“Creation” (1981) by Gore Vidal
Travel from ancient Persia to Greece, to age-old India and to the Spring & Autumn Period. Meet Greek philosophers and Persian kings, Buddha himself, Jain leaders, the founders of Taoism and Confucianism. This wandering tale of philosophical ponderings and historical happenings takes us across and through our great Axial Age, and in the end brings us back to Persia and Greece.
a book review by Gregory
Friday, Jan. 12, 2018
Socrates. Buddha. Confucius.
If you could meet any three historic personages, who would they be?
We are in Athens on the evening of Dec. 20, 445 B.C. Cyrus Spitama is outlining his response to Herodotus. Democritus, Spitama’s nephew, is taking dictation.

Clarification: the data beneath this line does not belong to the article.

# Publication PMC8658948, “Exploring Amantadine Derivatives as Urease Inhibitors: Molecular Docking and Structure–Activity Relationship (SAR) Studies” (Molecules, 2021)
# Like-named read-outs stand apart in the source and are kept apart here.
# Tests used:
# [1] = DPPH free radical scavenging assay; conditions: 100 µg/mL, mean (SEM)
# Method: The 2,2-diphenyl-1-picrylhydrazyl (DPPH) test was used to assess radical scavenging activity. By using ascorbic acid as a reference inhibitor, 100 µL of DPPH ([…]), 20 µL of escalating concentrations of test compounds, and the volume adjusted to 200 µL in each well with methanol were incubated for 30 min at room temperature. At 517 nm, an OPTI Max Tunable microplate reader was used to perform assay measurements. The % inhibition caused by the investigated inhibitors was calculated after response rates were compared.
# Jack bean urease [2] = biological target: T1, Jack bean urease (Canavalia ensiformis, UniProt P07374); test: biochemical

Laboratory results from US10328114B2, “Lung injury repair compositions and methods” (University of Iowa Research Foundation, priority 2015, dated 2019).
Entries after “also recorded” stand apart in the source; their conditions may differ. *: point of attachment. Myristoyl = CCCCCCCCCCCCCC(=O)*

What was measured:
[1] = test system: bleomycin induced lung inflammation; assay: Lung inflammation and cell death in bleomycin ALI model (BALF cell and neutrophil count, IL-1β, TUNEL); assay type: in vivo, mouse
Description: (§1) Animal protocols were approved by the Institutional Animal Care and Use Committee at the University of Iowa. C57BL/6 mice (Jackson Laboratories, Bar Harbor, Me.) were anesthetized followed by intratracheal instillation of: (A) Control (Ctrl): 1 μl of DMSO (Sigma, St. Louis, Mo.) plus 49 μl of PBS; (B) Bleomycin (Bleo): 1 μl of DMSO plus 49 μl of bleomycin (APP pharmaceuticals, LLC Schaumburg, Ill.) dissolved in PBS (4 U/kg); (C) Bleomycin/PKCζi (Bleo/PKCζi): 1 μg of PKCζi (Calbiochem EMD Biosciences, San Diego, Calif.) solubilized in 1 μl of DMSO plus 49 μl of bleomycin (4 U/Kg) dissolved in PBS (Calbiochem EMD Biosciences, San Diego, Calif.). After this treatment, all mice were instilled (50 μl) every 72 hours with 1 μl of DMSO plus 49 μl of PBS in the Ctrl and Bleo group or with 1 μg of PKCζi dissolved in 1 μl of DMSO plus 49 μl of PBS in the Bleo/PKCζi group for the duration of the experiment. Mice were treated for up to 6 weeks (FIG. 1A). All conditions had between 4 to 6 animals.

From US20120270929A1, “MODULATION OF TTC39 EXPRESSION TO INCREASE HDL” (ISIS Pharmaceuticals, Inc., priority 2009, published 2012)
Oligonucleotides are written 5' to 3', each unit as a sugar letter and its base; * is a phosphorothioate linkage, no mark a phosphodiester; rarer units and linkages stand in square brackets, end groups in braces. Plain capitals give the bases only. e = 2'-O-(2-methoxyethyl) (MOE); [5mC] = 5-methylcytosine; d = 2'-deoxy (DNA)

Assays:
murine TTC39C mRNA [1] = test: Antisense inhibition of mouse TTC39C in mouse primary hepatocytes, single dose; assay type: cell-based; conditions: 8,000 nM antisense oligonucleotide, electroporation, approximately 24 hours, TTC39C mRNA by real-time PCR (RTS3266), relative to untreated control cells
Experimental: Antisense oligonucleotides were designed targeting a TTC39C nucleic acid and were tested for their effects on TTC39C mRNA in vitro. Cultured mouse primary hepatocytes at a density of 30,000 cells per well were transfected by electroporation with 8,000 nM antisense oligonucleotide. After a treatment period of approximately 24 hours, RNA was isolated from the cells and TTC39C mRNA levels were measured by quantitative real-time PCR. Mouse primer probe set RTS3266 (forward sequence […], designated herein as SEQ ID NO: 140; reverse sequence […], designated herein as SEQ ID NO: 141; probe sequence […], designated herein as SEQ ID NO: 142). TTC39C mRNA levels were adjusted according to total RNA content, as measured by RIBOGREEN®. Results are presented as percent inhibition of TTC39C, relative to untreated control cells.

History is just the tales we choose to tell.
Herodotus (484-425 B.C.) was a great spinner of stories, more interested in telling a tall tale than in any concept of “fact” or “truth”, perhaps much like Gore Vidal himself. Herodotus’ “The Histories” (c. 440 B.C.) is one of the first accounts of the Greco-Persian Wars (499-449 B.C.) when the Achaemenid Empire put a few uppity ancient Aegean city-states in their place. According to Cyrus Spitama, Herodotus made up most of his stories, and what he didn’t make up, he truly misunderstood. So Spitama takes it upon himself to correct Herodotus. Thus begins Gore Vidal’s 657-page grand tale “Creation” (1981), a wandering adventure through the great happenings and people of the Axial Age.
Gore Vidal’s “Creation” (1981) has gone through many re-issues.